What is your response when you hear your voice on a recording?
If you are like most people, you have a visceral horror at the sound.
As a voice coach, I listen to people complain about their voices every day.
I hear them describe in great detail about how they dislike the volume, tone, pitch, or other qualities in their voices. Their response to hearing a recording of themselves, however, prompts a visceral horror in most people.
The reason we sound so different on a recording is because what we hear in our heads is conducted by bone and what others hear is conducted by air.
We identify with our voices.
We assume they reflect our carefully constructed persona.
When they don’t, we are often left feeling vulnerable, embarrassed, and disoriented.
Our voices are the primary bridge between our internal landscape and the outside world.
Long before we learn to speak, we send signals out to the world through our voices. The response that we receive begins forming our fundamental assumptions about who we are and how the world around us works.
This “echolocation” continues throughout our lives. Over time our identities become fixed. We get attached to the story we construct. Our voices directly mirror that story and it is always much smaller than the truth about us.
Here’s the good news. If we shift our voices into new territories outside of our current identity, we can begin to reclaim suppressed aspects of ourselves. Whatever shifts you make in your voice can’t help but impact the rest of your life. When you practice low, deep sounds, it calms your system and grounds you. When you practice exuberant shouts, it opens up more passion and visibility in your life. And so on…
Play is key to this process. Your current identity has one job to do and that is to keep you safe. Anything outside of that identity gets immediately squashed. When you vocalize using a character or archetype in a playful way, the identity is more likely to allow it. Through play you can begin to re-integrate aspects of yourself, especially shadowy ones.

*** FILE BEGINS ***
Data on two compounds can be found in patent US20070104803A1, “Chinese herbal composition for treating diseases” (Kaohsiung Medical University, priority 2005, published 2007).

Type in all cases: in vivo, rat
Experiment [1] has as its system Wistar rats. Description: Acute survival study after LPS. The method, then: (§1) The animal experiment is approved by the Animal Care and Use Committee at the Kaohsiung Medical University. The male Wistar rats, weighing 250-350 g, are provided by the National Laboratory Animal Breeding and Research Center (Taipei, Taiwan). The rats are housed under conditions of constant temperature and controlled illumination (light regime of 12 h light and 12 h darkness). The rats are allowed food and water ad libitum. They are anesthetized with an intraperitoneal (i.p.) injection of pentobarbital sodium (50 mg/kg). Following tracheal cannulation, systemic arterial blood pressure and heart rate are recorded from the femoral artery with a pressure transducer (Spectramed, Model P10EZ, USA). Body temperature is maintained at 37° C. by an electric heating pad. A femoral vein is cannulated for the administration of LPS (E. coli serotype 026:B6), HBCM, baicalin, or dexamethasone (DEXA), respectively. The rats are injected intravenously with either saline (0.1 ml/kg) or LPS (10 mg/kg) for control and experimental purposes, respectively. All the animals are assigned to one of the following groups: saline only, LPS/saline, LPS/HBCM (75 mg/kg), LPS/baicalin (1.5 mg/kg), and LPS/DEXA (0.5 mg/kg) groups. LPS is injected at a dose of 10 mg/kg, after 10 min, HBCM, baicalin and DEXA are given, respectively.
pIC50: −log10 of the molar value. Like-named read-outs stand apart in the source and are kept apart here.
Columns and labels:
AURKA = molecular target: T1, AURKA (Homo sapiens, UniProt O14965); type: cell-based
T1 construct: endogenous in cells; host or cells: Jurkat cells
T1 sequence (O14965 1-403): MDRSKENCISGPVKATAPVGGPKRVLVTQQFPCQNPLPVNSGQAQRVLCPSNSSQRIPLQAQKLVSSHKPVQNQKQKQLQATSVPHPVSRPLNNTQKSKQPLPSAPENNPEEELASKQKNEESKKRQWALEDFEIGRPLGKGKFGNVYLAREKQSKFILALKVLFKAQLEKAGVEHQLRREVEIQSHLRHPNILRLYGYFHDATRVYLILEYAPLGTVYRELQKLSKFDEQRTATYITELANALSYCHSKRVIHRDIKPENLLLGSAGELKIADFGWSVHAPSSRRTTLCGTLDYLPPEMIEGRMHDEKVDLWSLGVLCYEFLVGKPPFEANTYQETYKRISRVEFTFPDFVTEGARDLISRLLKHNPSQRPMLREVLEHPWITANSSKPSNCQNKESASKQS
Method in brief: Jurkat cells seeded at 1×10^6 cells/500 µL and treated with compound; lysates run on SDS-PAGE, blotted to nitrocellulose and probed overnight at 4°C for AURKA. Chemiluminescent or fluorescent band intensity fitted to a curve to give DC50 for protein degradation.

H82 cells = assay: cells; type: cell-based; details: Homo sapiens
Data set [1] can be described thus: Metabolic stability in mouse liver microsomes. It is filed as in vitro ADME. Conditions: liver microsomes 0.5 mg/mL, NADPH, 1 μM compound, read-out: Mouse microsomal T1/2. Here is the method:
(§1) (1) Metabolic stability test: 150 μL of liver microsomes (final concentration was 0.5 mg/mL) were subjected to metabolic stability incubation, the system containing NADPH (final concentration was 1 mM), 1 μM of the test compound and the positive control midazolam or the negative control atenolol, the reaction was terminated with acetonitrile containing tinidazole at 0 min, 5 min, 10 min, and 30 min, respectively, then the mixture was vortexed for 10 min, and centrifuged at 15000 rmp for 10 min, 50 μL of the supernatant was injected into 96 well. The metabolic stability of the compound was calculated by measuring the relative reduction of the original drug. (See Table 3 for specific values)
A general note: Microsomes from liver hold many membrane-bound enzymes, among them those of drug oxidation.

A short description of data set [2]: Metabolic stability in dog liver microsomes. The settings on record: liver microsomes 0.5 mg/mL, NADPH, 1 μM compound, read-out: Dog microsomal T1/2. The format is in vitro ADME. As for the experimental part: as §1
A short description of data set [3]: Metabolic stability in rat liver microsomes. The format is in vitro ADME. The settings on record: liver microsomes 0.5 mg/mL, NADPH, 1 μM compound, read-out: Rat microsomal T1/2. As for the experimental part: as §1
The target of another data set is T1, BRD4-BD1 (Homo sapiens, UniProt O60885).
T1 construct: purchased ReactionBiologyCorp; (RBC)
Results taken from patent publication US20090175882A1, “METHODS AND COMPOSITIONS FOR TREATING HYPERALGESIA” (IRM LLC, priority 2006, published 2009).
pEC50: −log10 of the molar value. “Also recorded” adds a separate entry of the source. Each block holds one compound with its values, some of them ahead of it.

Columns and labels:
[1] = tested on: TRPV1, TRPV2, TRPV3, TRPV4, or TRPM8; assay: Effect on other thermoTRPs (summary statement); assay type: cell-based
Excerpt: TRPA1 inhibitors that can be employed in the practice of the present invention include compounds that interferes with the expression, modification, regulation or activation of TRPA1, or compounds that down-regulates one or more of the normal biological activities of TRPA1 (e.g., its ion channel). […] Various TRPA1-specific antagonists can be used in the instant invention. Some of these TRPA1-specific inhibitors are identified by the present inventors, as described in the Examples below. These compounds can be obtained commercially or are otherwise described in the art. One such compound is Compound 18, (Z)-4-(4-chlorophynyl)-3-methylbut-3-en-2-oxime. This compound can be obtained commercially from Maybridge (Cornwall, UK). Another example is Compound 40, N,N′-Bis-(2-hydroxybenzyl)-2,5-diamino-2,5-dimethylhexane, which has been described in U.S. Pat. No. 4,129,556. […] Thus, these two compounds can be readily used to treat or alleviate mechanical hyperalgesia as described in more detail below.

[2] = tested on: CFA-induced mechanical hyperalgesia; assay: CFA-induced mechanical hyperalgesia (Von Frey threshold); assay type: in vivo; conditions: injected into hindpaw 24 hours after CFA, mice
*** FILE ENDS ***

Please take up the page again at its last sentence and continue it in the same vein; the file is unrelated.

One simple way to begin this process is to read children’s books or fairy tales aloud, taking on the voice of each character with dramatic flair. It doesn’t matter if nobody is listening. In fact, it may make the exercise easier.
As you read, notice what’s shifting in your body, imagination, and emotions. Which characters feel comfortable? Which ones seem like a stretch? Are there any that bother you? Get curious about how these preferences reflect on your identity.
Jung said, “The most terrifying thing is to accept oneself completely.”
Expanding your vocal possibilities may hold gifts in opening up more self-acceptance and aliveness in how you express yourself every day.
Join Master Voice Coach Barbara McAfee in an exciting series, where she will help you explore & unlock the full range of expression, power, pleasure and flexibility in your voice. Discover your own vocal strengths & challenges – how they might reflect the ways you’ve been shaped and how they might be influencing your life: enroll here!
Master voice coach, Barbara McAfee, has spent decades supporting people from all walks of life to live more fully expressed lives. Her book, Full Voice: The Art and Practice of Vocal Presence (Berrett-Koehler Publishers), guides people to find their voice, whatever that means to them.More Posts by Barbara McAfee